"Sheet" is the Ghanaian pronunciation for the 4 letter "S" word for feces. 

I unwittingly poked and prodded feces from the rodent infested roof and into my hair. 

I was a sheet-head. 

I also allowed an entire room of 8 year olds to chant profanities.


The End. 

Tuesday, June 12, 2012

Failing at Finals

I have been in college for a total of nine semesters (including summer semesters), 168 credits and four years; you would expect me to be at least proficient in navigating collegiate courses. 
This is not the case.
While I have gone through finals week 8 times before now, I have yet to master the art of acing a final. 
 Sure I pull off good grades (depending on your definition of "good" - I have yet to receive a 4.0) but when the end of the semester approaches... I fall to pieces.
This may be due to the fact that I doodle in the margins of my notes during class instead of paying attention or writing down pertinent information.
It may also be due to the fact that any class before 9 a.m. I find excuses not to go to at least once a week, or it may be attributable to my study approach: Start studying one day prior to test, cram all night and pray you remember something. 

If this narrative doesn't clearly explicate why I am the last person you should ask for study advice, the following illustrated time line of a typical finals night should. 

This is a true story.

To preface: I cannot study in rigid chairs or perched at a desk surrounded by other studious scholars, my approach to studying involves being sprawled out on a bed or couch with all necessary study materials scattered around me.

We begin.

18 Hours to test time: the studying commences.

I always start out strong. 

This assertive initial plunge lasts for nearly an hour; all synapses are firing, memory bank is open and functional and all information seems intriguing. It's during this fervent beginning I wonder why I didn't just pay attention in class and retain it since the material seems oh so comprehensible. 

Then, all the sudden, it stops. I hit a concept that just won't click or linger on a problem slightly too long and the productivity comes to a screeching halt.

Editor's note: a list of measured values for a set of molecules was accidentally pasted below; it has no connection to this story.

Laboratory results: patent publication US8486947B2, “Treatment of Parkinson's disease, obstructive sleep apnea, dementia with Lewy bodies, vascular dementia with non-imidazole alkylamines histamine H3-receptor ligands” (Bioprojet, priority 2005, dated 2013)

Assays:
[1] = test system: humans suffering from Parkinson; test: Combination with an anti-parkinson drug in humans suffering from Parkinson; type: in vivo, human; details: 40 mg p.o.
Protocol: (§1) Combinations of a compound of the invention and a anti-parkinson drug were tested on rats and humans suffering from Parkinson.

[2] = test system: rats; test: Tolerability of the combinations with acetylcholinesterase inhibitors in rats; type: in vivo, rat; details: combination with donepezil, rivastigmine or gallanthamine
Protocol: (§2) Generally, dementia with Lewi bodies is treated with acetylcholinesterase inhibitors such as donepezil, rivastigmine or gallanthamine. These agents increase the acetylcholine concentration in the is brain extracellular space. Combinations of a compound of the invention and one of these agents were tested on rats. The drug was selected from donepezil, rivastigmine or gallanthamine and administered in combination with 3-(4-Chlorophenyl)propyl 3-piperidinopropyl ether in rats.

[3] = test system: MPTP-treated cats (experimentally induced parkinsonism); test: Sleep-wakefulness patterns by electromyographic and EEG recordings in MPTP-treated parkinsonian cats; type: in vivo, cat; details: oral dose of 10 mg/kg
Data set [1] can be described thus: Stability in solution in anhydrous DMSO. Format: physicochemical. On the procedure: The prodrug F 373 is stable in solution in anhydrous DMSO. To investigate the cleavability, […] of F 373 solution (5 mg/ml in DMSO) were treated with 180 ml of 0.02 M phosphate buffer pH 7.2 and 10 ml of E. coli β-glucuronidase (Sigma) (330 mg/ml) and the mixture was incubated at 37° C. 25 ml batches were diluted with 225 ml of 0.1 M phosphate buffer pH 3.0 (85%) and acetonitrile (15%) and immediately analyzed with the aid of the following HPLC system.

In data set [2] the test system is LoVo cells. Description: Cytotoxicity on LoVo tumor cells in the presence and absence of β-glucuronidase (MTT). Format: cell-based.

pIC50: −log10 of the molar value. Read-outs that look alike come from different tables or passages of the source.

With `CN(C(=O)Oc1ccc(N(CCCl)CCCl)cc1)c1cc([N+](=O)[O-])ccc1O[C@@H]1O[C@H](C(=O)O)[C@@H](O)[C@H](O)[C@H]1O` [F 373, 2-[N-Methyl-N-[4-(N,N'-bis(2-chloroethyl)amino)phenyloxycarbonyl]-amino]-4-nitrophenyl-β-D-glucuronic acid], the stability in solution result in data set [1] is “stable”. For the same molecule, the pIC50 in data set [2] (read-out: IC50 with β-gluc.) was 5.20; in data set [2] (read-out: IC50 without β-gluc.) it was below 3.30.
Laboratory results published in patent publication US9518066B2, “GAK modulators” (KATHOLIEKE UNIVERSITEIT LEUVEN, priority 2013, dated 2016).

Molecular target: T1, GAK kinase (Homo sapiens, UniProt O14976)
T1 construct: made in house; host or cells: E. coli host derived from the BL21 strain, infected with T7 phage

...and then I start to wander.

At first, my wanderings are short lived and I'm able to refocus quickly. 

But I decide I need a reward for my ardent efforts. 

Which means I get a snack break. 

I return to studying but the zeal is lost. I am not longer excited about chemical equations and organic mechanisms. 

I start to get sleepy... 

And succumb to the somnolent sensations. 

Ironically, If I had studied effectively for physiology I could tell you exactly how melatonin influxes cause those drowsy impressions, but I'm not very good at studying... so I can't. 

As I'm drifting off I'll negotiate a 15 minute nap with myself before returning to academia. 

I always end up sleeping much longer than planned. 

When I wake up 2-3 hours later, usually with keyboard marks on my face from sleeping on my computer,  I panic. 

The panic spurs new determination and a short lived kick for my study drive. 

But the panic subsides and my resolve goes with it. 

 I take a snack/caffeine break....

And a bathroom break....

Then weakly attempt to get regain my study ambition. 

Which usually fails, leading to yet another snack break. 

At this point I am nearly 5 hours into my study cram session, the test is a mere 12 hours away and I have managed to waste 4 of the last 6 hours. This begs the question, what did I do with that time? Which spurs the inevitable existential life crisis. 

I re-realize that I hate chemistry and biology and physics and school. 

I start to question myself. 

My brain, fried from the full 2 hours of real studying I did, turns on me. 
My entire college career now seems useless and futile. 

My sad conclusion induces a full scale depressive spiral. As always, ice cream is involved. 

An ice cream induced hang over follows, which consists of me regretting eating 2 pints of rocky road all by myself, contemplating buying another carton and eating the top layer so my husband doesn't find out I ate 2 pints of rocky road all by myself and staring at the ceiling planning an escape to South America to find "meaning" in my life. 

My depressive state persists until someone, usually mom or husband, find me in my pathetic state and convinces me I am doing something useful with my existence. 

This typically occurs at around T minus 9 Hours. 

An hour of re-coup and restoration work on my faith in higher education lands me back in the study seat, once again reluctant to actually study. By now I have wasted half of my allotted cram time table and have little to show for it. 

The remaining 8 hours prior to test time are filled with flustered bouts of studying, fueled by caffeine from nearly an entire 12 pack of diet coke, and random snoozing sessions. My memory usually retains the information just long enough to regurgitate it on the exam just before my body collapses from mental and emotional exertion affixed to 24 hours sleep deprivation and a massive caffeine overdose. 

Finals week destroys me. 

The moral of the story is, if you too are still navigating your way through college, learn from my tragic tale. Do not wait until 18 hours before a test to learn everything meant to be absorbed throughout the 12 week semester. Do not succumb to tricky mind games your subconscious plays to get out of studying;  do not stop for snack breaks every 10 minutes and consider studying in a public place so any and all meltdowns are mitigated by the fear of being that hysterical student on finals week.

The End.